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Excellent points.

Bodybuilders know a lot about diet, especially in the context of controlling the body fat percentage - mostly because in their case, the diet must work, or else they lose the competition. They can't rely on the latest fad on Oprah's that may or may not actually work. So the stuff they do tends to have a solid reality-based backing.

Any bodybuilder will tell you that low-fat diets are bullshit. Carbs are probably more aggressive fat-builders than fat per se, mostly because carbs are absorbed quickly, while fats are absorbed more slowly.

It's interesting to see the convergence from various sources. E.g., some diets recommended by weightlifters for "maintenance" (only to preserve a certain physique), and the diet recommended by Ray Kurzweil on health and longevity grounds, are similar in that the recommended daily intake of macronutrients is 33% carbs, 33% fat, and 33% protein as percentage of calories, or roughly 2:1:2 in weight.

As a comparison, that's slightly more protein that most people normally eat, a heck of a lot less carbs than the average intake, and a fairly average level of fat intake. I actually did this; reducing carbs was hard at first, but I got used to it after a while. It's amazing just how high you can raise the total caloric intake, if you keep the macronutrients at 33/33/33 relative ratios, without starting to gain fat. I was eating over 3200 cal / day, with 3 hours of lifting weights / week as my only exercise, and I was neither gaining nor losing fat (but I was gaining muscle).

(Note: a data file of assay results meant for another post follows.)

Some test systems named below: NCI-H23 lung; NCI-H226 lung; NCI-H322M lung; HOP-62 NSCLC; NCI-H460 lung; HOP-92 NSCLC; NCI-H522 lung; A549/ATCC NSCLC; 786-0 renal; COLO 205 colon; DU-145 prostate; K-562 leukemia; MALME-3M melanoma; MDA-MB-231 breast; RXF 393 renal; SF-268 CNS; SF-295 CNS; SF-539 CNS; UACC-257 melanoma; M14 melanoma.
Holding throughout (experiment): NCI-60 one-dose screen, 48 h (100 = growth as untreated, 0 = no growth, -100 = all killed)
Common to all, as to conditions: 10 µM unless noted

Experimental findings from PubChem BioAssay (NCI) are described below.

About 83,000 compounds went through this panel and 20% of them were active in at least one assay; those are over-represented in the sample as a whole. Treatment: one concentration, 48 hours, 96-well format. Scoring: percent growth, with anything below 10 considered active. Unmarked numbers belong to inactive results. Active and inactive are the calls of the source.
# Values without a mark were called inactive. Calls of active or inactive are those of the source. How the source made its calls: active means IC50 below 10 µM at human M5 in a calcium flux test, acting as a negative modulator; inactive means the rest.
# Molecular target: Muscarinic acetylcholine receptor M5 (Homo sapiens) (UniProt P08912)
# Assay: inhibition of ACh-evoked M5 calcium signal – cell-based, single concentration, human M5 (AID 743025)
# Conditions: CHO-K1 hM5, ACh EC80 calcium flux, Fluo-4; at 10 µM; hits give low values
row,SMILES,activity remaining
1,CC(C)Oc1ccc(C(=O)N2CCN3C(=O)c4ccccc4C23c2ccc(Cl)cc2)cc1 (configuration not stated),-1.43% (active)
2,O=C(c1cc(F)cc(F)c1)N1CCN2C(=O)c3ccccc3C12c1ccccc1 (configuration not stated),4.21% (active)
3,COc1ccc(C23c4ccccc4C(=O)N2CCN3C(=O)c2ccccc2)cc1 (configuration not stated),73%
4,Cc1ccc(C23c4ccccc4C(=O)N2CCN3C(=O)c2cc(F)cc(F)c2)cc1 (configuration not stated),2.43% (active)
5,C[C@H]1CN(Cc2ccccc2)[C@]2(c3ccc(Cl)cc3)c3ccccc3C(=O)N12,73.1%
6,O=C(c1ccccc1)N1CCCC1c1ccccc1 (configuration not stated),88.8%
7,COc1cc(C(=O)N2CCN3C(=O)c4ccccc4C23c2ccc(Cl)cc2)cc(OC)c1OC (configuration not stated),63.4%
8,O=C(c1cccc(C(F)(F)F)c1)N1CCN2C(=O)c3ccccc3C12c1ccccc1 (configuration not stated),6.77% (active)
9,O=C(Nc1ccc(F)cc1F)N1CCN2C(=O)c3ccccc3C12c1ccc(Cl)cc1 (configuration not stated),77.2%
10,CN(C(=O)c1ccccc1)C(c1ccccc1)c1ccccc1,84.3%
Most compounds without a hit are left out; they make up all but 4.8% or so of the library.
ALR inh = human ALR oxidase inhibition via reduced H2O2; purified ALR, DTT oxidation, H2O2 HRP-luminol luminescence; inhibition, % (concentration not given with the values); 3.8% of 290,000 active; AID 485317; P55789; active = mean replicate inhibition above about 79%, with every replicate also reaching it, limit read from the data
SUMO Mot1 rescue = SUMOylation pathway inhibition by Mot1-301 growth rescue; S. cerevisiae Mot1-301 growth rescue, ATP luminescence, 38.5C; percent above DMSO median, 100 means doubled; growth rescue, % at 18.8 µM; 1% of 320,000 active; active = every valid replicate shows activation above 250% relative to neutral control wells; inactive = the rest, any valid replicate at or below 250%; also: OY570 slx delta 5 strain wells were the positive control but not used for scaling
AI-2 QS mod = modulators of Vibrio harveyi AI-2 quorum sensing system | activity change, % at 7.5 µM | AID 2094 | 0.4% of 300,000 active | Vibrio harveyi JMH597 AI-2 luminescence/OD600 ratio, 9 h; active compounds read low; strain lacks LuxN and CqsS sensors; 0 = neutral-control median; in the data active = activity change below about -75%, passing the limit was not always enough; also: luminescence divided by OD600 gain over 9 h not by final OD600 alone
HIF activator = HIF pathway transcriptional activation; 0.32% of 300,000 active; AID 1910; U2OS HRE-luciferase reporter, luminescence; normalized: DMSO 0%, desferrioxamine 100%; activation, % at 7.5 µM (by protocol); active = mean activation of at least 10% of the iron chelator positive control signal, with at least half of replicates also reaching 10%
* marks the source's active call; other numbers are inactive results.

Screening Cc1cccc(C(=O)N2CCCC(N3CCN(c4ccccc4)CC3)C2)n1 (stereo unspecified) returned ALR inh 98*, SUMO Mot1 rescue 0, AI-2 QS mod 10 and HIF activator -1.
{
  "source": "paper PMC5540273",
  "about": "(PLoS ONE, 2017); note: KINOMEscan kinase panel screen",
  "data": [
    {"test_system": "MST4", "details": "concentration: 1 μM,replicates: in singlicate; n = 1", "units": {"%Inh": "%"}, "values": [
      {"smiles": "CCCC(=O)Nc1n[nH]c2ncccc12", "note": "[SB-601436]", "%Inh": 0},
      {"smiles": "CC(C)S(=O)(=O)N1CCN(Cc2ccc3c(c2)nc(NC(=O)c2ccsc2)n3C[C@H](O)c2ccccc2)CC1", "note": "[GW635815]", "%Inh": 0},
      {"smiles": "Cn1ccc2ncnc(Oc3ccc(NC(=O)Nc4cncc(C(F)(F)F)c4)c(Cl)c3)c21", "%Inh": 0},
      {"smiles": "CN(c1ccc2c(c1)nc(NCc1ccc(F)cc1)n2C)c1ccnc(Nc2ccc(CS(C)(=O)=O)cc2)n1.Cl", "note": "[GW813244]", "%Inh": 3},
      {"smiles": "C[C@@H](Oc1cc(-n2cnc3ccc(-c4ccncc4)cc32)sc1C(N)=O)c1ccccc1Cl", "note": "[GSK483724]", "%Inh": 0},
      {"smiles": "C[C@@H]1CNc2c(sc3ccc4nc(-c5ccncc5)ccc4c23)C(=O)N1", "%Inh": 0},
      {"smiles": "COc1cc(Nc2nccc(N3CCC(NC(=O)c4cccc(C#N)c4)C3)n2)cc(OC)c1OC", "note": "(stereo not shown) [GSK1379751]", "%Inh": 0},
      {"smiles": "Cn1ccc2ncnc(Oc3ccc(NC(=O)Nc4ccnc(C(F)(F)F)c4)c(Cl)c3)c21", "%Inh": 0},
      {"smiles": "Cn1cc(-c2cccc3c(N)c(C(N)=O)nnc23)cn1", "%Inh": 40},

In my mind, there's no doubt: By far the easiest way (in terms of effort spent, hours in the gym spent, etc.) to lose fat is to reduce the total calories by reducing the carbs intake (don't bother with tweaking the fat intake), and lift weights either 2 or 3 times a week, between 30 and 60 minutes each. 2 x 30 is the minimum that produces results, 3 x 60 is the maximum that allows you to keep it up a long time without burning out.

Don't eat carbs below 25% of your daily caloric intake, or you'll start to feel pretty weak. In other words, reduce carbs, but don't be a carbs nazi.

EDIT: This message was edited several times.

I haven't read his stuff in a while, but in his book The 10% Solution For A Healthy Life, Kurzweil advocates 10% fat calories. Has he changed that?

Yes, the concern was that with only 10% fat you'd have to consume more carbs, which carries some risk of desensitizing the body to insulin. Not that fat is completely risk free, but consuming some healthy fat is better than eating lots and lots of carbs.

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